I laid down the parchment.
“This is the original grant of the seigniory?”
“Yes,” he replied with animation, “The ‘HIS MAJESTY’ there is the Grand Monarque himself! De Frontenac is the Great Count, and that Jean Chamilly D’Argentenaye, cadet of the Chamillys of Rouen, is our first predecessor on these lands.”
Taking a large genealogical tree out of the box, and spreading it on the table, he showed me my descent. “The Honorable Chateauguay drew this up at the time of my marriage,” he began.
“The whole tree is mine then?” I ventured, surveying it.
“Yes,” he cried, “and these are brave and honorable names! The wish of my heart has been that you preserve their record. See: the first marriage is a Mlle. Boucher de Boucherville, whose father, Pierre, Governor of Three Rivers, was so honest and wise in the perilous early course of the Colony! Madeline de Vercheres, heroic holder of the fort surprised by Iroquois, is near her. See! we date from the fourteenth century, and are allied with the Montaignes, Grammonts, Sullys, La Rochefoucaulds. Here is Le Moyne d’Iberville, and there De Hertel, brave and able,—a Juchereau du Chesnay; a Joybert de Soulanges. Down here is De Salaberry, the Leonidas of Lower Canada. There behold Philippe de Gaspe, who wrote ‘Les Anciens Canadiens;’ there Gaspard Joly, the Knight of Lotbiniere.—But you can inform yourself about these names. They will be useful in your enterprises by raising you above the reproach of being an adventurer. Seat yourself over there.”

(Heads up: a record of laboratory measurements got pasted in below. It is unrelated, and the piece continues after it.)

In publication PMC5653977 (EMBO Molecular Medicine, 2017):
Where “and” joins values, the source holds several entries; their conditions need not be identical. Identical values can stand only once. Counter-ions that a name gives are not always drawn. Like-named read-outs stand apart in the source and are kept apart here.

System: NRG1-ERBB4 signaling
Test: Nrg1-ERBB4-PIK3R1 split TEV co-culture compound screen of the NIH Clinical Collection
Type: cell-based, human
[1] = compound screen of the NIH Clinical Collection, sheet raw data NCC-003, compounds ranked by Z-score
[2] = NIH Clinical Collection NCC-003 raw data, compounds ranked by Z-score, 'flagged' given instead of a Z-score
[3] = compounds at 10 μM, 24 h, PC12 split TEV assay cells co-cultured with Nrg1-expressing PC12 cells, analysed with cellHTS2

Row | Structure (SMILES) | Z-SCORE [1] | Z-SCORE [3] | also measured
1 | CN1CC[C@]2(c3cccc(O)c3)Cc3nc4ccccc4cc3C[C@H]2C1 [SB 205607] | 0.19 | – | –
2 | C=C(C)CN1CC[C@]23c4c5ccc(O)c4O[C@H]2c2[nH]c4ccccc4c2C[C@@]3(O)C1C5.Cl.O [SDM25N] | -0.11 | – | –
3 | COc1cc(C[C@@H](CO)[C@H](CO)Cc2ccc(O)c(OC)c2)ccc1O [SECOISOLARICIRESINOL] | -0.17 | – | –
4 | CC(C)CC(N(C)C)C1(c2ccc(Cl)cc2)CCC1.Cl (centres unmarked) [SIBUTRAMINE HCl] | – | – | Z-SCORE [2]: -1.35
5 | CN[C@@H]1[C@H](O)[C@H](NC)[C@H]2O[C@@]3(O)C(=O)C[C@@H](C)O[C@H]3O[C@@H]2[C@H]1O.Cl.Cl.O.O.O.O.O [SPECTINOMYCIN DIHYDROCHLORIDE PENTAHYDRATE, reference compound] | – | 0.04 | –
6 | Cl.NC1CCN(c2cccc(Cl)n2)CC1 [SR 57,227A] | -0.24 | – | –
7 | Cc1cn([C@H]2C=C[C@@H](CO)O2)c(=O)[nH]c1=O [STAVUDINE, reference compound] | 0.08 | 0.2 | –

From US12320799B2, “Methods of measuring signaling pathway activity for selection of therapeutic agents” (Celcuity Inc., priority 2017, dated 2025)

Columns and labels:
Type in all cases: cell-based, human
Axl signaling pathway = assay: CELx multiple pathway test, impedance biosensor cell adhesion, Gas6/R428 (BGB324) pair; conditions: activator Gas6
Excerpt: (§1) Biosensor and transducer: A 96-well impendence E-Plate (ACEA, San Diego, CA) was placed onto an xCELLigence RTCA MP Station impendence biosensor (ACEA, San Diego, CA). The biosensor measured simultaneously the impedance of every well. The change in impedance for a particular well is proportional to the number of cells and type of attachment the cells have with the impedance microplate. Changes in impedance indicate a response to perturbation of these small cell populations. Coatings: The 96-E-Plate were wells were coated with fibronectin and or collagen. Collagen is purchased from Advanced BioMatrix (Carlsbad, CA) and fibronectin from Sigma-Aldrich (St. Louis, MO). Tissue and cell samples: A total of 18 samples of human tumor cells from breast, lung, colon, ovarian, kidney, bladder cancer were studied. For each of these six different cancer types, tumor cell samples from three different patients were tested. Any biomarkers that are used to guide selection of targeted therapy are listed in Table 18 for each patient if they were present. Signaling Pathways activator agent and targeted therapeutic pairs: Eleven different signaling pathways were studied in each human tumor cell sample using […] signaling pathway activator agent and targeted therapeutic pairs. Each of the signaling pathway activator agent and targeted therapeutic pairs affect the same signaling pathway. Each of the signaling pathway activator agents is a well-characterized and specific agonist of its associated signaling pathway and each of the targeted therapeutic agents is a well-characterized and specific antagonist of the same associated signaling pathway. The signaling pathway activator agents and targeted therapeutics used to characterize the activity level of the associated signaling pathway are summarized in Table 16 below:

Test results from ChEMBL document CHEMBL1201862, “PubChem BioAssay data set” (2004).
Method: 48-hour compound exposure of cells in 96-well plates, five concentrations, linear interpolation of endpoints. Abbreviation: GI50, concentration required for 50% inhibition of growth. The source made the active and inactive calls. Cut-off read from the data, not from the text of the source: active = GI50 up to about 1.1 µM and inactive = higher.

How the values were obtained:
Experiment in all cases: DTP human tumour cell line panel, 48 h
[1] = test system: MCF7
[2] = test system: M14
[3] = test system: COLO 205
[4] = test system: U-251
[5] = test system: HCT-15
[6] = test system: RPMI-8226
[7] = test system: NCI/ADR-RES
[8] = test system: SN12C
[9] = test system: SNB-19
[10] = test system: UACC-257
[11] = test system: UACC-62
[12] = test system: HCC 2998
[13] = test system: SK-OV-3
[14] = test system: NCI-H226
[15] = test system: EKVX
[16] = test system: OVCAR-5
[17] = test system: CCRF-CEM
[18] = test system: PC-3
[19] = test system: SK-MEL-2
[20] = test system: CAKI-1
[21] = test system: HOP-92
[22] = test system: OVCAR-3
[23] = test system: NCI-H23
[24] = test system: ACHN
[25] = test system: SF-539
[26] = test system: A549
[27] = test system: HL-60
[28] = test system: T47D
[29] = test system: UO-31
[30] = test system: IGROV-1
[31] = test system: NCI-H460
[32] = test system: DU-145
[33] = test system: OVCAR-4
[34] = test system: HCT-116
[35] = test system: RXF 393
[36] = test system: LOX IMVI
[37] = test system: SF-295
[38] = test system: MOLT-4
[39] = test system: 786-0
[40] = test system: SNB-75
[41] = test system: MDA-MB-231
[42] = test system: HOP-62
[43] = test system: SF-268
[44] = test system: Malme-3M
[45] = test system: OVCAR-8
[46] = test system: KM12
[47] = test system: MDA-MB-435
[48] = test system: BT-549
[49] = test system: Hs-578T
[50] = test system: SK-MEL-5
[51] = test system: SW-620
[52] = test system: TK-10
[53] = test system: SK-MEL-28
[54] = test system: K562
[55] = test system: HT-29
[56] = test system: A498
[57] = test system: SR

“My father,” thought I to myself, “you and your pride are both very much out of date,” but I obeyed him and seated myself where he indicated.
“The reason why I have brought you here, is to tell you, that it has always been intended that you should in some way, succeed in these properties. Before you developed, it was not possible to predict exactly how you might do it; but within the last few years you have surpassed our hopes; and I have no trepidation in putting before you my views of your future position. You may think I am strong in health, but I shall soon pass away.”
My heart suddenly started.
“And you will find yourself here with revenues ample for the moderate purposes of a gentleman. You may live in the country, or in the city, as you please; but my desire is that you should live here, and continue in the paths of your grandfather and myself: for he was a just Englishman, and taught me that no one must take without an equivalent; and that a landlord owed duties to his people, of the value of the moneys they paid him. Formerly the lord gave his vassals armed protection for their rents: now there is nothing to which the law forces him; thus his returns must be fixed by his sense of duty.”